New Report: CCPA and the Wilderness Committee on BC's "Reckless" Desire to Frack

on

If British Columbia wants to pursue economic, environmental and human health then the province must slow its furious pace of unconventional gas production, says a new report released by the Canadian Centre for Policy Alternatives (CCPA) and the Wilderness Committee. The CAPP report, part of their partner Climate Justice Project with the University of British Columbia, concludes that BC’s natural gas sector is putting the industry’s needs before those of British Columbians, and doing so with the government’s help.

Ben Parfitt of the CCPA authored the report and has written extensively on the energy/water nexus surrounding BC’s shale gas boom. According to Parfitt, “BC’s shale gas production is the natural gas equivalent of Alberta’s oilsands oil.” The comparison is due to the tremendous water required to frack deep shale deposits, an extraction process that also releases dangerous amounts of methane, one of the most powerful global warming gasses.
 
As expanded in the report, Fracking Up Our Water, Hydro Power and Climate: BC’s Reckless Pursuit of Shale Gas, the unconventional gas industry enjoys exclusive access to the province’s pristine water resources and the government’s lax greenhouse gas (GHG) policy. Last year, the Pacific Institute for Climate Studies (PICS) announced that if BC wants to meet its climate targets, the regulatory regimes surrounding unconventional gas production must become significantly more strict and forward thinking. But despite such a warning, no meaningful administrative changes have been made to suggest the BC government is listening.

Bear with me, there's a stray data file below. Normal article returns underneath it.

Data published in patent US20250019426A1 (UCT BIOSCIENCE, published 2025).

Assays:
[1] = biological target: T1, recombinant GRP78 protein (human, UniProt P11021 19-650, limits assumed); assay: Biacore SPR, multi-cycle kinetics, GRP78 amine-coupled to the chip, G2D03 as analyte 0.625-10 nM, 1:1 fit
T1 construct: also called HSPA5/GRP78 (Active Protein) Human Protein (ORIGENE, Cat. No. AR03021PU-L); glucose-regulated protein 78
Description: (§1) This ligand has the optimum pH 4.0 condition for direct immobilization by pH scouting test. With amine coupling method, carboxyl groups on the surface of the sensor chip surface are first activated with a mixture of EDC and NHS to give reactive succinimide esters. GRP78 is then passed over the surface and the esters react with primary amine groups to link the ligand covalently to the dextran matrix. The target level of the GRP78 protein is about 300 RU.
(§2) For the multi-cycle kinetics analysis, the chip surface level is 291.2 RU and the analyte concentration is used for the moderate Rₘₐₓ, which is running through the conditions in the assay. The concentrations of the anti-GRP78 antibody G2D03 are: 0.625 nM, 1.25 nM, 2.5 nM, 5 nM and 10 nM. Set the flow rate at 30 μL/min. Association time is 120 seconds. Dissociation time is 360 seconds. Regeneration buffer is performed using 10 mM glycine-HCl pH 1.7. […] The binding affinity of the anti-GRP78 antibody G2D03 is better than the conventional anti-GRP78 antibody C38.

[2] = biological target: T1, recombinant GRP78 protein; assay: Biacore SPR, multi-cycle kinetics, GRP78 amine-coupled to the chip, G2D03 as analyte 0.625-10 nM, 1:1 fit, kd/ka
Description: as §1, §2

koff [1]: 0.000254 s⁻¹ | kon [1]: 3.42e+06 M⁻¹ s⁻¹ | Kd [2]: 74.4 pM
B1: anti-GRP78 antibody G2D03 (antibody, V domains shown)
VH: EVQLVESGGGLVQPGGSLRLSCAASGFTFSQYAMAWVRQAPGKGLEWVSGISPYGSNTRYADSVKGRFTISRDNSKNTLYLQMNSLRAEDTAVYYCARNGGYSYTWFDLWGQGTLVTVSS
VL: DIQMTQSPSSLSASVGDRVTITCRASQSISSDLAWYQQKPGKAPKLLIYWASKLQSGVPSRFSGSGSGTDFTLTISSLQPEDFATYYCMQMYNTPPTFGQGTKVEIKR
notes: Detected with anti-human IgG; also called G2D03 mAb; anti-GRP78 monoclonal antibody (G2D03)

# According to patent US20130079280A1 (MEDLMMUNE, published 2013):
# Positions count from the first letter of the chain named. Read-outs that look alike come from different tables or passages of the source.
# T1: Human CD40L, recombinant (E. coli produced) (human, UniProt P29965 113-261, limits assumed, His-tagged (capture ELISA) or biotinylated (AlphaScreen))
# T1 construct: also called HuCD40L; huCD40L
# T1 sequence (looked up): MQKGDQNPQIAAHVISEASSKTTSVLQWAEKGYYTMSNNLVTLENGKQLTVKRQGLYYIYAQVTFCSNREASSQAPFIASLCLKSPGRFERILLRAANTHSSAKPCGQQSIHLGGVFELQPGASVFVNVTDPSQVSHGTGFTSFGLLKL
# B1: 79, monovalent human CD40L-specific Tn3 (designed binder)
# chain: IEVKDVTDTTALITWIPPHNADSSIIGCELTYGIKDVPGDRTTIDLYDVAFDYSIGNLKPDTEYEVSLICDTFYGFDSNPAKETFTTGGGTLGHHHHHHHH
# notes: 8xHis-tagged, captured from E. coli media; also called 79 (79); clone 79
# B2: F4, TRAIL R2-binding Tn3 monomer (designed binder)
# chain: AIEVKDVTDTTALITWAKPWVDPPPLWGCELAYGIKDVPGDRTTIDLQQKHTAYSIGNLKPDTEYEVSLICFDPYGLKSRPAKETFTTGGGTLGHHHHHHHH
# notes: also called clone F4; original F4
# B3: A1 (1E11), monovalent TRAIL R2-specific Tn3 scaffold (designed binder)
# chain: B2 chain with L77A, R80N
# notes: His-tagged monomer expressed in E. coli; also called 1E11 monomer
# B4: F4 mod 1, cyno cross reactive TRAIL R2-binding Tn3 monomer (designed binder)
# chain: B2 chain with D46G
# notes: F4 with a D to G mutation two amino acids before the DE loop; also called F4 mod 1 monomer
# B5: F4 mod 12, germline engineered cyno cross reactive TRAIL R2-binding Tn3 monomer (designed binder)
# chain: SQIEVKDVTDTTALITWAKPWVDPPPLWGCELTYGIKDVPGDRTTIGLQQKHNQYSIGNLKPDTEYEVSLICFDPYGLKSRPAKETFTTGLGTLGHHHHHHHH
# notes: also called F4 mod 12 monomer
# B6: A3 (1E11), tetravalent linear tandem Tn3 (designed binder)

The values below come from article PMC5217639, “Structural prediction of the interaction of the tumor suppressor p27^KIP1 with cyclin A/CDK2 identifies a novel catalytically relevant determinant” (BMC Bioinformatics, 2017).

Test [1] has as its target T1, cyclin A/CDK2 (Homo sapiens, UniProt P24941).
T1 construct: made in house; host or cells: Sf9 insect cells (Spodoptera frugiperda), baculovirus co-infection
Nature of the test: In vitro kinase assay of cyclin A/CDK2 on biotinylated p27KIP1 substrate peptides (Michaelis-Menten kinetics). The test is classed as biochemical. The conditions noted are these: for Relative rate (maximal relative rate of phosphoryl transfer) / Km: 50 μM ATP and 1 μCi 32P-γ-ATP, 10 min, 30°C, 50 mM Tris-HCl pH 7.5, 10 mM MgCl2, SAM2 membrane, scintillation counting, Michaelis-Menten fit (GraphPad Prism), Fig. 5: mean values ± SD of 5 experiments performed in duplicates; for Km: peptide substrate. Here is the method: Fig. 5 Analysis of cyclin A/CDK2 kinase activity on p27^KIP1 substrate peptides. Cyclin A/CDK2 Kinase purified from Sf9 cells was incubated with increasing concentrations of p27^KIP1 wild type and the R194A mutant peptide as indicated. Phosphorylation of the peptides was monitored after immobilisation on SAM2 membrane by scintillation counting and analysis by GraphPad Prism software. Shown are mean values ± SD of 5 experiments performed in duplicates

Given the favorable conditions, says Parfitt, gas production in BC could amount to 22% of North American annual production by 2020.
 
This steady increase in production will drastically impede BC’s ability to reach its legislated climate targets.  If BC production climbs to these accelerated rates the province’s GHG emissions from fracking will double, reaching an astounding 22 million tonnes by 2020. The tremendous atmospheric pollution caused by fracking means that, if BC plans on meeting is climate targets, “every other sector of the provincial economy will have to cut their emissions in half,” according to CCPA’s press release.
 
But there’s more to fracking the province’s northeast than water and GHG emissions. If the shale gas industry “expands as projected, shale gas companies will need two to three times the amount of power that the proposed Site C dam would provide. In other words, large amounts of publicly owned clean water and hydro power will have to be found to produce more and more dirty fossil fuel,” says Parfitt in the press release.
 
“I don’t think British Columbians are comfortable with that.”
 
As DeSmogBlog reported last week, the province has earned an industry-friendly reputation recently for its generous water policy and nearly absent regulatory structure. Due to the generosity of the government and a total absence of any public consultation process the BC Tap Water Alliance has called for the resignation of Energy Minister Rich Coleman.